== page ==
If you’ve been on a college campus, you’re probably familiar with greek life. I’ve always been interested in joining, especially after seeing the laid back nature of greek life at Elon, and I felt it would be a great way to make friends and expand my social circle. I wanted to be a part of a sisterhood, but my attempt to join a sorority was derailed by something out of my control.
I knew there was a GPA requirement to participate in recruitment, but I was a good student; I was never worried about not meeting the requirement. A couple of days before the deadline to sign up, I checked my GPA to realize I only had a 2.85, .05 below the 2.9 requirement for women.
If I were a man, I would have been golden.
According to the Office of Fraternity and Sorority Life, to participate in greek life, women need to maintain at least a 2.9 GPA. However, men only need a 2.8. In other words, women have to work harder just to have the same privileges. Gender equality is something we all strive for, so I was confused why greek life would exhibit such sexist behaviors.
In the months leading up to recruitment, I learned that greek life has significant time commitments. It requires a lot from already-busy Elon students, between chapter meetings, house responsibilities, social events and volunteering. These organizations accept who they consider to be the strongest students because these students, in theory, can better handle the various commitments that come with greek life. But being a part of greek organization doesn’t necessarily guarantee a higher GPA.
Despite this, one question still remains: why does the university set different standards for men and women?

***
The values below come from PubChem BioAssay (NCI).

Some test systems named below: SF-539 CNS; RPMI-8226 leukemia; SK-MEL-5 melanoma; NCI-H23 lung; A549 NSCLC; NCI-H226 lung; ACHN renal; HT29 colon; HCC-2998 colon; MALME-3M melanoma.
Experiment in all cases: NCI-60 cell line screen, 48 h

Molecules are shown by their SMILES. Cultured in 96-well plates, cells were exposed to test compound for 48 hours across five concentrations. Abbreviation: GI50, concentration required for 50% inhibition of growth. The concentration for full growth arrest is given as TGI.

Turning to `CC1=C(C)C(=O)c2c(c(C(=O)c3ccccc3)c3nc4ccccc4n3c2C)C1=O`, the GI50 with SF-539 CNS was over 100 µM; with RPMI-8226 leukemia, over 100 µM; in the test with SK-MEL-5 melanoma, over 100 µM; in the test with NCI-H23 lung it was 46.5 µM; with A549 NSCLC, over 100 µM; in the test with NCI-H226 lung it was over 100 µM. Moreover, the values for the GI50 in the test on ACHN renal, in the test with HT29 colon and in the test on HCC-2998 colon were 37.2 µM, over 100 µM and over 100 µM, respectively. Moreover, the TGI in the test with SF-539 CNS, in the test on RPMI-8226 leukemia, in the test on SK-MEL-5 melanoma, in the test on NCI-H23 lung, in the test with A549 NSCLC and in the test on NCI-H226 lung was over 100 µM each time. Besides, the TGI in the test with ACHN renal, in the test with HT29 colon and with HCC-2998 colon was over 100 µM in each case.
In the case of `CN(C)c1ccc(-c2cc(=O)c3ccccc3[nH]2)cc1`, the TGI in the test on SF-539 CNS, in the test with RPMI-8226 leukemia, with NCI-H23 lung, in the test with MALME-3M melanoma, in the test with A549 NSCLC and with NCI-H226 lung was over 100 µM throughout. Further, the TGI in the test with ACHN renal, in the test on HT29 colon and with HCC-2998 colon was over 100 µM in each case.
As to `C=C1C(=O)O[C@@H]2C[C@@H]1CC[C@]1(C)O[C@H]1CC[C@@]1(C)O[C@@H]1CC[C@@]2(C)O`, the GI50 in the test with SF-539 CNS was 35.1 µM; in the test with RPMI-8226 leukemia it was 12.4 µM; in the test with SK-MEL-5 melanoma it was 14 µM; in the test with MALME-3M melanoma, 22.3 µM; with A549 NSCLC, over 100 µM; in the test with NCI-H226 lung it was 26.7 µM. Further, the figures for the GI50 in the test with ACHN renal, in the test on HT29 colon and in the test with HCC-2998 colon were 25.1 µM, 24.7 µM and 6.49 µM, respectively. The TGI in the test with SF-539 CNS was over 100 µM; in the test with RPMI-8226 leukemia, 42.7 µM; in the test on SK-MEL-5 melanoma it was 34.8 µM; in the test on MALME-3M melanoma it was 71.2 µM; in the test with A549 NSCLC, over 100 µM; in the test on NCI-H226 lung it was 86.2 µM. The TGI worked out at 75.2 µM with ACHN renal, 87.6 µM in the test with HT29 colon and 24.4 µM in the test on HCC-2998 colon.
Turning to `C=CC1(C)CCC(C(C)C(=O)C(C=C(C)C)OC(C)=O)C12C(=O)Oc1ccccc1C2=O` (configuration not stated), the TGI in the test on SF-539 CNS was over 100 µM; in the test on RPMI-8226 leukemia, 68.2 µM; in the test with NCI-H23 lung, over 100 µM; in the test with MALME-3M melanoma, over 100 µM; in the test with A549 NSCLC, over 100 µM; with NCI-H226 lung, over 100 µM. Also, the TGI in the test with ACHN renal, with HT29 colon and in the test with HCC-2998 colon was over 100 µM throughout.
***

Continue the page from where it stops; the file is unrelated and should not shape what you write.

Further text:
Upon hearing the news that I was unable to go through recruitment, I sat in my dorm room and cried for about two hours before mustering the courage to do something about it. I started by emailing staff members but got no response. So, I went to the Office of Student Life in Moseley Center to Jordan King, associate director of student involvement.
He was very sympathetic but told me there was nothing he could do. I wasn’t even allowed to submit an appeal. After struggling through a tough first semester in college, just barely missing the GPA requirement, the last thing I wanted to hear was that there was nothing I could do.
I’ve had my ups and downs at Elon, but there hasn’t been any reason for me to question the values of this university until now. There is no good reason for this sexist barrier in greek life. And from my conversation with King, it seemed to me Elon was saying, “men are dumber and therefore need a lower bar.”
The average male GPA is 0.2 points lower than the average female GPA at Elon, so the Student Life office used this fact to back up their decision to make male GPA recruitment requirements lower by 0.1 points. In essence, they rationalized that men are weaker academically, so they lowered the standards for them.
I thought gender equality was sacred, up until a month ago. Of course, there’s a different possibility.
Maybe this grade cutoff is leftover from an era dominated by old, white men — an era when people believed women were more delicate and less capable of handling stress.
Maybe then we should change it. By raising the male GPA, not only would we be telling men we know they can do better, but we would be showing women they are equal in the eyes of the university.
In no other walk of life would we dare propose that the definition of success should be higher or more difficult to reach for women. At the ballot box since 1920, in the workplace since 1964, in the classroom since 1972 and even in combat since 2013, women have been granted equality with men.
In short, schools, communities, parents, teachers, men and women everywhere have been fighting for this for the last 100 years.
The Elon greek system shouldn’t be the last bastion of institutionalized sexism.
It’s time for a change.